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October 22, 1537 – The Duchess of Norfolk Writes to Cromwell

Elizabeth Stafford, Duchess of Norfolk
Elizabeth Stafford, Duchess of Norfolk (public domain via Wikimedia Commons)

So The Duke and Duchess of Norfolk really did not get along, and this letter (one of a series she wrote asking for Cromwell’s help) describes why…But before we get to that, I’m going to give the background  so you have the context and can understand what she’s saying.

Elizabeth Stafford was the oldest daughter of the Duke of Buckingham – a man who was executed by Henry VIII for treasonous activities, one of which was possessing Plantagenet blood. Elizabeth had been promised in marriage to Ralph Neville, Earl of of Westmoreland. Ralph was a year younger, and Buckingham had bought his wardship so the couple had a chance to get to know each other. It seems they were actually in love. Then, when Elizabeth was fifteen, right before that marriage was to take place, Thomas Howard (then Earl of Surrey) came along because his wife had just died and persuaded Buckingham that he should be the one to marry Elizabeth (Buckingham tried to get him to settle for one of Elizabeth’s younger sisters, but that didn’t work). That marriage took place sometime before January 1513, and for more than fifteen years all seemed well: Elizabeth bore five children; she also came to court and served Catherine of Aragon. the At time of Howard’s elevation to Duke of Norfolk in 1524, they appeared devoted.

Then in 1527, Norfolk took a mistress: Bess Holland – a woman who had served in Elizabeth’s household as a laundress. And when I say he “took” a mistress, I mean he flaunted a mistress – and Elizabeth was furious. Meanwhile, this was around the time when Henry VIII was questioning the validity of his marriage to Catherine of Aragon…and thinking of replacing her with Norfolk’s niece, Anne Boleyn. While Norfolk was encouraging Anne, Elizabeth was secretly smuggling letters between Catherine and Chapuys and openly declaring her loyalty to the former Queen. This got her exiled from court – and paved the way for Bess to be given a position as lady-in-waiting to Anne Boleyn, which further infuriated the Duchess.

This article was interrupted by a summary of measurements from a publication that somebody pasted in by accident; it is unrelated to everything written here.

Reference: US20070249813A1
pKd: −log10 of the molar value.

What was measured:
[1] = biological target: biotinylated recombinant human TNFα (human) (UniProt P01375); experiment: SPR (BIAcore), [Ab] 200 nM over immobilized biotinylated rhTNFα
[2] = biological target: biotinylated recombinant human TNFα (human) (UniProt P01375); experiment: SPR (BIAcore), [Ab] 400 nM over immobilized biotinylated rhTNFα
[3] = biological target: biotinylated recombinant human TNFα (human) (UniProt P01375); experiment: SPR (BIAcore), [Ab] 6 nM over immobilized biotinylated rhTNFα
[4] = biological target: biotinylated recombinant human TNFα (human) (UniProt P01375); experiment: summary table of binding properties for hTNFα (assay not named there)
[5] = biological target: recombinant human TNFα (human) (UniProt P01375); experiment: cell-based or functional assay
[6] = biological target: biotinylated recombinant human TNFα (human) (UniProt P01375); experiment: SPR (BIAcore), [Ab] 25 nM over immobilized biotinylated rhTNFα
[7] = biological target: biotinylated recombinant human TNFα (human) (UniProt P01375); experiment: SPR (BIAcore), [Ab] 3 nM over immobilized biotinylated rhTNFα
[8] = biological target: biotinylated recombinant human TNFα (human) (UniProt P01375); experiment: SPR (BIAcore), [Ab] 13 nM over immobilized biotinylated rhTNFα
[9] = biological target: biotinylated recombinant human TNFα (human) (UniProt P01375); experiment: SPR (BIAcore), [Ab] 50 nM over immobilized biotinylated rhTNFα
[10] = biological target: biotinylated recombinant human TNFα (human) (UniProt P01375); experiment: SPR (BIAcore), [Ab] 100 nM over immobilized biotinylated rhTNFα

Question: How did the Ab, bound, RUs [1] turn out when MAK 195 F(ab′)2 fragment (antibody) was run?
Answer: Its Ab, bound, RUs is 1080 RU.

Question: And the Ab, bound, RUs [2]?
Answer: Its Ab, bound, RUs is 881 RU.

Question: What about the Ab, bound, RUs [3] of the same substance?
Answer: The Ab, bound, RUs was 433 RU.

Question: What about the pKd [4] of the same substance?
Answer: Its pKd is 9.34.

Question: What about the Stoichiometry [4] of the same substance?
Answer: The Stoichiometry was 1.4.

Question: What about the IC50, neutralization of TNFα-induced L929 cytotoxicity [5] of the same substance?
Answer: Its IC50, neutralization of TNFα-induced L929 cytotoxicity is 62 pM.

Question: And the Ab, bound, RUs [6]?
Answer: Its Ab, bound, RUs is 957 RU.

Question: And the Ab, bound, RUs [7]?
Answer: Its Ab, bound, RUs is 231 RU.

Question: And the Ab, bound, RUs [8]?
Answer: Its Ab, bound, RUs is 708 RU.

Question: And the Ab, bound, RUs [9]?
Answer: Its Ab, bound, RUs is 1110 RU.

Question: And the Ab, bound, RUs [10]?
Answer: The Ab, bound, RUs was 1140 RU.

Elizabeth continued to rebel – refusing to attend Anne’s coronation and even protesting that she did not want her daughter Mary to marry Henry FitzRoy, Duke of Richmond and the King’s illegitimate son. The Duke and Duchess formally separated in March 1534, and Norfolk was not generous with the terms. There really was no such thing as “separation” under the law. When a (wealthy) woman married, her father transferred money and property to her new husband: this was her dowry, and would be held by him alone. A father protected his daughter by designating some of this as a jointure, which was still held by the husband but had to be kept safe and untouched because it would be what the wife would life on if she were widowed. No one ever said anything about separation.  Bottom line: Elizabeth wanted her jointure, Norfolk said he owed her nothing.